When it comes to bitcoin, many people have been thinking the same thing: It’s the most obvious bubble of all time—and, at some point, it’s going to burst. However, there is more to the bitcoin story—mainly the applications of its underlying technology: blockchain.
MarketWatch compares the potential impact of blockchain technology, which serves as the “decentralized ledger that bitcoin and other cryptocurrencies run on,” to that of the internet 20 years ago.
How does blockchain work? “Miners” use computers to solve complicated computations to authenticate and validate transactions on a network. Once they have solved the computations, they are rewarded with digital currency such as bitcoin. Don and Alex Tapscott, authors of “Blockchain Revolution,” define blockchain as “an incorruptible digital ledger of economic transactions that can be programmed to record not just financial transactions but virtually everything of value.”
Says MarketWatch, “Because of the way [blockchain] is structured, it does not require the participation of any kind of middleman—just as bitcoin doesn’t have the backing of a government or central bank—and it is nearly impossible for transactions on the blockchain to be forged.”
The potential for blockchain goes beyond cryptocurrencies and could lead to tremendous growth and efficiencies in certain industries. According to MarketWatch,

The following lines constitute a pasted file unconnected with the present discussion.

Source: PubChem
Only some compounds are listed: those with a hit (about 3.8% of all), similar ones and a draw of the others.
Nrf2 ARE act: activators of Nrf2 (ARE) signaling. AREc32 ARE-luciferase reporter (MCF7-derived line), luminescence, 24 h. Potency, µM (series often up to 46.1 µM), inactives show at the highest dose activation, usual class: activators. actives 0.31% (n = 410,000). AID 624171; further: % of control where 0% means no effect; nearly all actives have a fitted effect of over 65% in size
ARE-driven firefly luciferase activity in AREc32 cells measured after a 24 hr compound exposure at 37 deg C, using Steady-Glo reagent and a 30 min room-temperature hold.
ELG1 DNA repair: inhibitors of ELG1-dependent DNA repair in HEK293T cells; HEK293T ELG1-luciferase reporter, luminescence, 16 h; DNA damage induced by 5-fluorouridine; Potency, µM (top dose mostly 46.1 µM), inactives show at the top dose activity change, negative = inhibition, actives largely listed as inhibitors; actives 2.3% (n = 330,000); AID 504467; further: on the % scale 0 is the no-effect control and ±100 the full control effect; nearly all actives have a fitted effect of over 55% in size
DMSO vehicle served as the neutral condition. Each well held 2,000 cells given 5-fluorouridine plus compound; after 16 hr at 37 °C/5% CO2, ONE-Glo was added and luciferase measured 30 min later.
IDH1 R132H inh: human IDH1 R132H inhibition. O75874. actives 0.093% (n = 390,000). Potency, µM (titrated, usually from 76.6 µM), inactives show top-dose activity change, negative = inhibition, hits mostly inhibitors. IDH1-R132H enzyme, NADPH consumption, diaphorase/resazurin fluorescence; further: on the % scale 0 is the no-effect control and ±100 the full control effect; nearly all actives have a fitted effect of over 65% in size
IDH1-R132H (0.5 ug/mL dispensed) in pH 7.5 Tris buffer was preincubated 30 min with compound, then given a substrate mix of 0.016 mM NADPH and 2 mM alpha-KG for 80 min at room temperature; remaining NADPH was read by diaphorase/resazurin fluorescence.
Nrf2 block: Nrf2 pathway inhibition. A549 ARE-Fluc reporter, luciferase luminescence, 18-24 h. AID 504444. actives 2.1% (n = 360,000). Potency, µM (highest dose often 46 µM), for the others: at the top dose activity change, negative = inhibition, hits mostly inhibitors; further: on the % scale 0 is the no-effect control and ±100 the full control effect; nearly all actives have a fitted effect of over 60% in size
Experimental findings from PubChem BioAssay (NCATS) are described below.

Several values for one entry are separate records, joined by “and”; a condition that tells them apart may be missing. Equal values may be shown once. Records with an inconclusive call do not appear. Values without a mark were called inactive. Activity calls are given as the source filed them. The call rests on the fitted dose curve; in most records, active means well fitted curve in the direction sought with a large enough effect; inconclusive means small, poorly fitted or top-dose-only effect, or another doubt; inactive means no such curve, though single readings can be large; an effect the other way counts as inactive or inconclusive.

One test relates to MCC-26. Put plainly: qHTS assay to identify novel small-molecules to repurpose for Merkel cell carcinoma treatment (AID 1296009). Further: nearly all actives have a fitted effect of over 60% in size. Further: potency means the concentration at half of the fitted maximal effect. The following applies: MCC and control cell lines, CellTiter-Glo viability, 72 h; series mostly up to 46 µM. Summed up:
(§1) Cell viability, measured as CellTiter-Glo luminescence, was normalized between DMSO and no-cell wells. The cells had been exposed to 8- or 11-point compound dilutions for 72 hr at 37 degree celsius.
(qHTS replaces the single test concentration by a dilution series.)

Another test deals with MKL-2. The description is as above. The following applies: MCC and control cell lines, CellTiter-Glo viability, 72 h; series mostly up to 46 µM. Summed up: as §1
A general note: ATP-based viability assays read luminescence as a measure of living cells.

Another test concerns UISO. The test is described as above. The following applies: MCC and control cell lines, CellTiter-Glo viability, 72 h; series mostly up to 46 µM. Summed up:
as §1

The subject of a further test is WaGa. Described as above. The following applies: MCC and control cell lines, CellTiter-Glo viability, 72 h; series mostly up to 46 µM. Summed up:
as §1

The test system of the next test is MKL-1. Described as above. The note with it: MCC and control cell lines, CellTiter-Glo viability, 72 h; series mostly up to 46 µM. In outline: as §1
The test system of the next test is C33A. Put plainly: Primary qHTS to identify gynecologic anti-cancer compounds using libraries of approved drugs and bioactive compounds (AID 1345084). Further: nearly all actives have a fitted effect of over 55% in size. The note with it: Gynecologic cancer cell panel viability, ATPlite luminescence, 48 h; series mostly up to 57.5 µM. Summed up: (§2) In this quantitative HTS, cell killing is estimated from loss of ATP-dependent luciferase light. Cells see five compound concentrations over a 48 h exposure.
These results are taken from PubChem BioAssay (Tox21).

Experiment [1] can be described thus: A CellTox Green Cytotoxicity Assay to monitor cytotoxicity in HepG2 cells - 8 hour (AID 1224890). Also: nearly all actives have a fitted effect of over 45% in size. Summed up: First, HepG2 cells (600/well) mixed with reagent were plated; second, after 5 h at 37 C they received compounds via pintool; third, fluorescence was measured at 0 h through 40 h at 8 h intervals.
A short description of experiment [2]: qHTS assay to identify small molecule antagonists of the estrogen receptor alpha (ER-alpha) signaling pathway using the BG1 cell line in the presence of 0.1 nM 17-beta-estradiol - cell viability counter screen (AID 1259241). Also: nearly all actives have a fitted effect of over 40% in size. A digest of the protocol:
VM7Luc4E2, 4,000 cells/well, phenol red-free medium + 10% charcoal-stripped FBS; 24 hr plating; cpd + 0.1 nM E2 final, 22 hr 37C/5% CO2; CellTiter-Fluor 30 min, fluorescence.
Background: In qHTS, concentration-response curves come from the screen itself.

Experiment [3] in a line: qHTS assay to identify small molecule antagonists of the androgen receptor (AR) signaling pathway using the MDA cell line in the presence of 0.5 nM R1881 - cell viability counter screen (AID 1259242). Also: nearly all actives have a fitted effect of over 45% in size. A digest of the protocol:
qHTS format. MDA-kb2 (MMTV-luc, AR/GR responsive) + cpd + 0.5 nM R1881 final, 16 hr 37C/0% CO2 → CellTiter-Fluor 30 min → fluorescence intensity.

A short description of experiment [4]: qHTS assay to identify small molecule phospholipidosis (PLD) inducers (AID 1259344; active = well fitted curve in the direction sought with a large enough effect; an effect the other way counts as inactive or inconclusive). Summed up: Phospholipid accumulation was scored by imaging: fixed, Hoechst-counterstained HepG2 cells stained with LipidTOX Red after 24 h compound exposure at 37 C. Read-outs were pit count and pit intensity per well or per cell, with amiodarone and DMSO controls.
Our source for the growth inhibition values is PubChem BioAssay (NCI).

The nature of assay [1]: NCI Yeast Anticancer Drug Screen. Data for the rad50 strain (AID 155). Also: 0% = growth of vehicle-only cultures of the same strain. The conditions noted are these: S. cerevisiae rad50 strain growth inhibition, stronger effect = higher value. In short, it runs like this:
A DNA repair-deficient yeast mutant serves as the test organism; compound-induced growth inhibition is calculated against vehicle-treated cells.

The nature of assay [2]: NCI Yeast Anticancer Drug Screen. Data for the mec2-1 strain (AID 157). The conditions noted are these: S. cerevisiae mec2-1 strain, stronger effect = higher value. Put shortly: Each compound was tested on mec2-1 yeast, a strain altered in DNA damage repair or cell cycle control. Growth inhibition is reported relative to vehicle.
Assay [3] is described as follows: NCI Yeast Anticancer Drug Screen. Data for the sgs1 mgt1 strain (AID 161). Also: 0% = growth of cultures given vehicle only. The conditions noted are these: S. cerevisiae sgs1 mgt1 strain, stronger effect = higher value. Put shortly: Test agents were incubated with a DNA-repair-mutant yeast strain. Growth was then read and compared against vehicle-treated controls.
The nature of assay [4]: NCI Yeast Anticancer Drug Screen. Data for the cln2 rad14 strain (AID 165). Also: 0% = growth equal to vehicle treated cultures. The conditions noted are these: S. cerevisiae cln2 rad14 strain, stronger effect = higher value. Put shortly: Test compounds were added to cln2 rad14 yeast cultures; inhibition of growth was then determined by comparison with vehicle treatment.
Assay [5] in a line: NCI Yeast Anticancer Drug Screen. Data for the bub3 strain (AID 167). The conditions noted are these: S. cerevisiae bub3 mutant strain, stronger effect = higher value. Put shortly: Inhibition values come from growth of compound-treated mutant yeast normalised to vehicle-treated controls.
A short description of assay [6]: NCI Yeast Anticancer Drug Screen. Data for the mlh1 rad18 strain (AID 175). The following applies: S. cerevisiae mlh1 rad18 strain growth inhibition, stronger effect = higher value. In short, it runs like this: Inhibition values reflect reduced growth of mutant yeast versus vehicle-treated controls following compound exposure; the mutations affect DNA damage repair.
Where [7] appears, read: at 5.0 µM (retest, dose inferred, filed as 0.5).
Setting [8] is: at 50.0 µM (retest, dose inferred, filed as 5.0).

“The potential use cases for this technology are seen as vast. In October, UBS wrote that blockchain was ‘akin to investing in the internet in the mid-nineties,’ estimating the technology could add as much as $300 billion to $400 billion of annual economic value globally by 2027. Blockchain ‘is likely to have a significant impact in industries ranging from finance to manufacturing, health care and utilities,’ among other market sectors, the bank wrote.
“‘Blockchain could be a revolution in the way everyone—businesses, governments, organizations and individuals—work together,’ Goldman Sachs wrote in a recent research report. ‘It provides a simple, secure way to establish trust for virtually any kind of transaction, helping simplify the movement of money, products or sensitive information worldwide.’”
Just as the dot-com bubble didn’t bring down the internet, blockchain may present opportunities even if bitcoin melts down.
Sectors: Among Sector Benchmark ETFs, the average momentum score increased from 17.55 to 18.73. Utilities significantly decreased in ranking over the week, down by 11. Cyclical sectors rose the most, followed by sensitive sectors, and lastly by defensive sectors, indicating an increased appetite for risk. Tech led the movement upward with a 6-point increase in its momentum score. Discretionary increased by 5 points. Utilities is the only sector in the red, down by 3 points.
Factors: For Factor Benchmark ETFs, the average momentum score rose from 23.55 to 24.91. Small Size increased the most, up by 5 points. Value was the only factor that decreased, down by 2 points. Fundamentals, Market Cap, and Yield are all at the same level, 25. Overall, all sectors are positive.
Global: Global Benchmark ETF momentum scores provided optimism for the week. The average score increased from 8.73 to 12. The Pacific and the UK increased the most, up 6 points. Canada lost the most, down by a point. All countries are in the green except for Latin America.
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